Musician Ng Hui Lin playing the Yangqin with Nadir at their performance at the Temple of Fine Arts, KL.


For Nadir, the word collective is not taken at face value — the concept is at the core of the band. Great music, Ashwin feels, comes from the collaboration of ideas between people. “Every single person has a voice and something special to say, if you’re listening,” he nods, with a grin.

While he may be the leader of the band, Ashwin is quick to point out that every member of Nadir contributes to the composition and song-writing of each track. This is the kind of collaborative dynamics that the band thrives on. “Having the maturity and experience to take any idea, no matter how wild or crazy it might sound, and sculpting that idea into a gem of a composition, is what makes the process of crafting music so satisfying. It’s just really exciting when you get to hear sounds and musical ideas that you might never even have dreamed off coming from your band mates,” shares Ashwin proudly, adding that the process enhances the ever-evolving nature of Nadir’s sound.

The lush texture of Nadir’s sounds is also a result of another collaborative effort. When the band’s original frontman Rashdan Harith moved across the causeway, the closely-knit collective kick-started the idea of inviting guest vocalists to join them on stage. “We think of it as infusing different flavours into our musical soup!” quips Ashwin.

Over the last year also, local acts like Penang songbirds Bihzhu, Dasha Logan and Sabahan Beverly Matujal have all been featured vocalists in Nadir’s gigs around the KL music circuit. “Every person that we feature brings a unique personal touch to our songs — from their tone and timbre to the performance and stage presence. In a way, it showcases the different side of us as a band too,” says Ashwin who acknowledges that this effort also helps keep the music fresh-sounding.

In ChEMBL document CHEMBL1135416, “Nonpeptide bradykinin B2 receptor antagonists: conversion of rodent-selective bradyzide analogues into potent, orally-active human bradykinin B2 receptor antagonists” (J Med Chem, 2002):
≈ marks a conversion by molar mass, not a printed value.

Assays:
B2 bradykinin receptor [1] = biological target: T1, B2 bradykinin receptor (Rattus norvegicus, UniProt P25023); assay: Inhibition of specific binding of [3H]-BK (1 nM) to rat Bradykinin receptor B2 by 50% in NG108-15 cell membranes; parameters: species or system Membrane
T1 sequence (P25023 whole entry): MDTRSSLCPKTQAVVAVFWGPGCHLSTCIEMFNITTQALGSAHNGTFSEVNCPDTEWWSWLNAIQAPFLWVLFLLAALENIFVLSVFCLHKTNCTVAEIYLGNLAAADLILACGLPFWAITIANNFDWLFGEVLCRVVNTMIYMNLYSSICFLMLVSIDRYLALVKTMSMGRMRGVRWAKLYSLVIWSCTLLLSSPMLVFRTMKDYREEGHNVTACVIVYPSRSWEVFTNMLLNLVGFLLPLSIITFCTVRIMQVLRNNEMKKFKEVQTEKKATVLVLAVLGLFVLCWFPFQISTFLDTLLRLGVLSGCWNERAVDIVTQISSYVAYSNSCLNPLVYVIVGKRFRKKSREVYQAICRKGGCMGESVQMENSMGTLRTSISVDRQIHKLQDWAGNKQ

Keeran Raj, a sessionist records the sitar at Ashwin’s make-shift home studio.


Ashwin has a mischievous smile carved on his face when he enters the band’s recording studio — a tiny room in his home. There are no high-tech gadgets or plush settings; instead, the room is cleverly decorated with blinds and thick curtains to block out the noise and to control the quality of the acoustics. “We couldn’t afford to book a studio, but since Santosh, Farique and I are all sound engineers, we decided to combine our skillsets to do what we could to record, mix and master all the material for Synesthesia here,” he says in reference to the self-produced album. The only part recorded in a studio, was the drums. “We’re pretty sure if we could have fitted the drums into this tiny room, we would’ve recorded it here too!” The labour of love, from conceptualising the album, to recording, mastering and mixing took nine months. “It’s our baby and it’s about to be born,” adds Ashwin, eyes twinkling.

Synesthesia, a 13-track beauty, opens with the tune the band first crafted in its infancy — Ikan Kekek. “We chose this song as the first track so that that feeling of nostalgia would permeate our listeners’ first impression of the album,” says Ashwin, pointing out that every Malaysian of their generation can relate to this childhood classic.

But the decision to do that, he shares, has a deeper meaning behind it. Continuing, Ashwin says: “Music has the power to bridge the gap between generations, social classes, people of different backgrounds etc. As a band, we feel that with more exposure to this cross-cultural sound, we can reignite the passion for Malaysian music and encourage people to re-visit their musical roots in what is a seemingly homogenised world.”

When you see Nadir perform next, it may look like a lot of things are happening at once — and there are! This organised chaos of diverse instruments and different people can be a lot to take in, but it all results in one harmonious tune after another.

If you think about it, that’s exactly what Malaysia sounds like.